By Steve Williams

Hardy Johnson, longtime shoe cobbler in Fountain City, only stopped working for short periods of time on his 89th birthday last Wednesday.

His son Jim, who manages Custom Shoe Rebuilders at 5503 North Broadway St., would normally have been working too, but he had to take his mother-in-law to the doctor. Earlier Jim also had been gone to Michigan a few days to represent the family at the funeral of his father’s brother-in-law.

The shoe repair orders had backed up.

Hardy Johnson kept going.

A lot of folks are 89 years old, but not many still work six days a week like Hardy … or on their birthday.

Johnson’s day was brightened early that afternoon when next-door neighbors from Henson’s Automotive and Alignment brought over a half-dozen chocolate cupcakes with chocolate icing and a senior coffee.

“He’s the most excellent human being I’ve ever encountered in my 60 years,” said Vickie Henson. “He’s real. He’s the same every day. He’s just got a smile on his face all the time. It makes you feel good to be around him.”

Hardy is the third in his family’s four generations of shoe cobblers. His grandfather, William Carson, was the first.

“His shop was on what used to be 2nd Avenue,” said Johnson, who believes 2nd Avenue is named Ocala Drive now. “People in the neighborhood would bring shoes by during the day, and grandpaw would fix them at night.”

Hardy said his dad, Hardy Johnson Sr., didn’t have a shop, and worked with someone else.

“I started out with him. There was a real good uptown shop, and my dad got sick, so I took off up there and got a good job.”

Eventually, Johnson bought a shop, and in 1953 established his business, which was located between Knox Road and Maple Drive and near where McDonald’s is today in Fountain City. He moved the business to its present location eight years ago.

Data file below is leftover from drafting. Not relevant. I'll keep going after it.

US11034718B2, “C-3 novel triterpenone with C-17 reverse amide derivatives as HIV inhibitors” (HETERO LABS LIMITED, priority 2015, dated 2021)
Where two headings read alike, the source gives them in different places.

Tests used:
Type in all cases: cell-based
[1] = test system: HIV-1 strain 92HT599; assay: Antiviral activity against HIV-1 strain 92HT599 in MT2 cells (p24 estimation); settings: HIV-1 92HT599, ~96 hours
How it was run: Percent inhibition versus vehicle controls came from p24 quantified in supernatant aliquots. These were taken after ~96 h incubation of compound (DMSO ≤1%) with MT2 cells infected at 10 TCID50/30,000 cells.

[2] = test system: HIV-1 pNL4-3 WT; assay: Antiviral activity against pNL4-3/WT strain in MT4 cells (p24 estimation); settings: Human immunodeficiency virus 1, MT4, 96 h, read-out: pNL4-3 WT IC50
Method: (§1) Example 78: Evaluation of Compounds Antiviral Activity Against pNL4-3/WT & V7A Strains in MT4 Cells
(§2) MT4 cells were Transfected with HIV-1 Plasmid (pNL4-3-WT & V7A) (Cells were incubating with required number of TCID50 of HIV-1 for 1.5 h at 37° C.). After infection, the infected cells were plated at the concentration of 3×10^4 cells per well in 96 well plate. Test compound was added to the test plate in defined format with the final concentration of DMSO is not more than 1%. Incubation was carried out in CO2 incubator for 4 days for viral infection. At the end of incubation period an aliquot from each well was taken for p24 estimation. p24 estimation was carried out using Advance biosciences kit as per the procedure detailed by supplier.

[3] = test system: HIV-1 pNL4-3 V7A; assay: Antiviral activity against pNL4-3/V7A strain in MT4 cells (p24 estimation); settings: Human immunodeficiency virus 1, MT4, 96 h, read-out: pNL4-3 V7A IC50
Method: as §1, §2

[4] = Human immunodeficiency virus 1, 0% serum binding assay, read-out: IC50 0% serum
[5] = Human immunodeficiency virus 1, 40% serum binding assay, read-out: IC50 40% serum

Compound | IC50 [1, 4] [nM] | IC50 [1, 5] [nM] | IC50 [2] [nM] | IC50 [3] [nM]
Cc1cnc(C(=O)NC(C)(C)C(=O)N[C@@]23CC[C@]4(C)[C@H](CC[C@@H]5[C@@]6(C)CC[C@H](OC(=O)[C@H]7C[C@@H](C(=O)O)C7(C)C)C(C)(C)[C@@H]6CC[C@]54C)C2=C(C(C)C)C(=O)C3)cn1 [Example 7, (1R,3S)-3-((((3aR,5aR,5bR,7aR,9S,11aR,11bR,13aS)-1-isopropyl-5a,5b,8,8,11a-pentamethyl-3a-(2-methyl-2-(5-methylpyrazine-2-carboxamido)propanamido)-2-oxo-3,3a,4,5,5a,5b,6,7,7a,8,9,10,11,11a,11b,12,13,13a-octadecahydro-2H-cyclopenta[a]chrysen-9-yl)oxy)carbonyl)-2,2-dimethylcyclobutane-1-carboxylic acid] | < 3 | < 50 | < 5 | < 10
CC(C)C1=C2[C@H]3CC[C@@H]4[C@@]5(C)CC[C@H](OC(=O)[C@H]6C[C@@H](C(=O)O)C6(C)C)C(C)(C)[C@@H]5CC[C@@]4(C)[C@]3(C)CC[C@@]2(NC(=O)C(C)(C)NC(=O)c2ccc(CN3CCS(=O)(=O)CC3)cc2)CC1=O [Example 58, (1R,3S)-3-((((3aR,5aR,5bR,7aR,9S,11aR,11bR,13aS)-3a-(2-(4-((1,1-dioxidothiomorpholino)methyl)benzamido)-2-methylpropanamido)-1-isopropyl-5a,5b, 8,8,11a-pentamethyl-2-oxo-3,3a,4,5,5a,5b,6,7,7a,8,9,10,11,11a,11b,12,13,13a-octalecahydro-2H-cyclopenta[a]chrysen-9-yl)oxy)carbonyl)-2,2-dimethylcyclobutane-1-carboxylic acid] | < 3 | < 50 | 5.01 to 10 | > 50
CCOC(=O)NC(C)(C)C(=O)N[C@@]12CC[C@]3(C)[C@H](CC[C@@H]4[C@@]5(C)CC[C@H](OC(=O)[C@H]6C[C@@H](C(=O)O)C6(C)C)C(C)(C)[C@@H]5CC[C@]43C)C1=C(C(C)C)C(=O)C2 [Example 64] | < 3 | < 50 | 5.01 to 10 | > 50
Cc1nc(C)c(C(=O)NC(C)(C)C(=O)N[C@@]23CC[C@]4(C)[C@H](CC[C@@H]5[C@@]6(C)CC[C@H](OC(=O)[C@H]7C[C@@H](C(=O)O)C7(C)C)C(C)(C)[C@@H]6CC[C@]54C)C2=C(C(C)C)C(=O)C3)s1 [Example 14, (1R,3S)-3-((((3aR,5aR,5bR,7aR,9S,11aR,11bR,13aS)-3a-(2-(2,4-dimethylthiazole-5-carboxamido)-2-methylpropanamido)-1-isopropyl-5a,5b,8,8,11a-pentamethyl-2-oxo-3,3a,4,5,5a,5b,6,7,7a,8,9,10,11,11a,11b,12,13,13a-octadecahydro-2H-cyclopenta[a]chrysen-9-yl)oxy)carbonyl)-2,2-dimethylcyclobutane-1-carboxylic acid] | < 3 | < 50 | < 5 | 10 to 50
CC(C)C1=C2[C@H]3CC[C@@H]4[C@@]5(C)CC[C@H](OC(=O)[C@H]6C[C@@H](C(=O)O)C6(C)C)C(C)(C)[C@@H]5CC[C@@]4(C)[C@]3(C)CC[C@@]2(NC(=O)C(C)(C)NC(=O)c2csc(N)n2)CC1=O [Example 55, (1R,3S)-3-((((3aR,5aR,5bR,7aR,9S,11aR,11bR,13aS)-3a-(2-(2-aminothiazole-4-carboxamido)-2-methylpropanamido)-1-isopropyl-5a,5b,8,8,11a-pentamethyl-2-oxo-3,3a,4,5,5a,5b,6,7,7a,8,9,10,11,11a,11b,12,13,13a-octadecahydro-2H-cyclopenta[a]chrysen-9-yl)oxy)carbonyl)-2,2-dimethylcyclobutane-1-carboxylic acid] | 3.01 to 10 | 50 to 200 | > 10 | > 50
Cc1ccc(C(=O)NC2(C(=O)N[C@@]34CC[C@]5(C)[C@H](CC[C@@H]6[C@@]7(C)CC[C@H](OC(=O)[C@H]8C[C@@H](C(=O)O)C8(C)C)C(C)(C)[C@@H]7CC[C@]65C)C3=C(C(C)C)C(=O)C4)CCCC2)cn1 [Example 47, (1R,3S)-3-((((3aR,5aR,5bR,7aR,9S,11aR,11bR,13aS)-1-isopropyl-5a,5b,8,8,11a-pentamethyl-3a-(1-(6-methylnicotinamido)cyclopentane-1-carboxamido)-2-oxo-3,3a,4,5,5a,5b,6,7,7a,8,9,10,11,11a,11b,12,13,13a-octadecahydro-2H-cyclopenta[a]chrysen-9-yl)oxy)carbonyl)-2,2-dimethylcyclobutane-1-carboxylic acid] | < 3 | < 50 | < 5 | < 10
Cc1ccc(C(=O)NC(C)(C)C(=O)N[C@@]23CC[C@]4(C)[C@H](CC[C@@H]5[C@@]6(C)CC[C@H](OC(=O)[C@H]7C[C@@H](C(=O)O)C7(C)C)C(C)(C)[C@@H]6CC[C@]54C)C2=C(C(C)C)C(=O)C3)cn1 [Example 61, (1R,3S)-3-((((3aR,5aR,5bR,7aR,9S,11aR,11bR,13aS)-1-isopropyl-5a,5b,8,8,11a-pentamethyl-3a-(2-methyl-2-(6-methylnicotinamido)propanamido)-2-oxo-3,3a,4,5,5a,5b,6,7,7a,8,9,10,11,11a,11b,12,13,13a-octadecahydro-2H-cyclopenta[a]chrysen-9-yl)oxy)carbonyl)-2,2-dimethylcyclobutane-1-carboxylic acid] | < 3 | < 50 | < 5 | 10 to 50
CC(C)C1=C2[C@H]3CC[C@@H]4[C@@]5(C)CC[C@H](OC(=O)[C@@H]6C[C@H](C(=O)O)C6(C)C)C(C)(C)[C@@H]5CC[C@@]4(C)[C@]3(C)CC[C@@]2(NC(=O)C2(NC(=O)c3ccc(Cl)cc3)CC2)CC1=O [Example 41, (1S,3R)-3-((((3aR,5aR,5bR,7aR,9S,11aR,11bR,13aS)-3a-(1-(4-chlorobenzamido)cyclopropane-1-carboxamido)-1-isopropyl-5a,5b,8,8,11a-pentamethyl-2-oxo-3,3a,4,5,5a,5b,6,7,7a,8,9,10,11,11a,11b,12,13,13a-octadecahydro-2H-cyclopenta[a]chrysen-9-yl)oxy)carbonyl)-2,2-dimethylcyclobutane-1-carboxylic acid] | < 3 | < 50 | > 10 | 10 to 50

“I can set my clock to Hardy every morning at 7:15 when he pulls into the parking lot,” said Steven Henson, who is in his 15th year as owner of the automotive shop next door. “He’s the best neighbor I’ve ever had. He’s a great guy. They’re good people.”

The two “just swap back and forth.” Johnson’s 1999 blue Ford, with only 86,000 miles on it, gets free brake jobs and oil changes from Henson. And Steve gets free repair work on shoes and pocketbooks or anything else.

While Johnson spent much of his birthday working, there were moments of celebration throughout the week.

JD Lambert, Central High athletic director, hustled down to the shoe shop Monday afternoon and presented Johnson with a Central Bobcats cap and shirts.

On the wall at his shop are birthday cards, including a homemade one from a customer’s young daughter that is signed by Paige and Kelli. James sent a card wishing Hardy a happy “90th” birthday. Oops, but it’s on the wall and appreciated just the same.

Dr. Fred Hurst of Halls brought by a box of doughnuts Wednesday morning.

“There were several phone calls and several came by to visit,” said Jim.

Dr. McCampbell, a retired veterinarian from Lenoir City, gave Hardy a cap with the inscription “Model 1928.”

A family supper get-together, including Jim and his wife Teresa and grandson Justin and his fiancée Amanda, was being planned for Thursday night.

Johnson said he’s “thankful” he’s still able to go and do what he does.

“You’ve got your aches and pains, stuff like that,” he said. “My knee is worn out. But I keep going.”

And that, he says, is his secret for a long life.

“Just keep at it. Don’t give up. Keep going. Even though you feel bad or anything, keep going.”

Johnson has a good sense of humor, too.

For instance, when asked if his dog, Shilo, an 8-year-old tan Yorkie he’s had since a puppy, was his buddy, he replied, “Oh yeah … but I should call him Meanness,” he laughs lovingly.

“He sleeps right beside me and snores.”

Hardy said he takes Shilo outside about five times a day.

“He really likes to go to the fence and talk with the neighbors’ dog. They talk about Obama or what’s going on in Washington. He’s a democrat.”

Johnson served in the U.S. Army during the Korean War. The Optimist Club of Knoxville honored him as Grand Marshall of the Fountain City Optimist Christmas Parade in 2011 and he was named Fountain City Town Hall Man of the Year in 2015.

He’ll probably be the man who works on his 90th birthday, too.

Let’s hope so.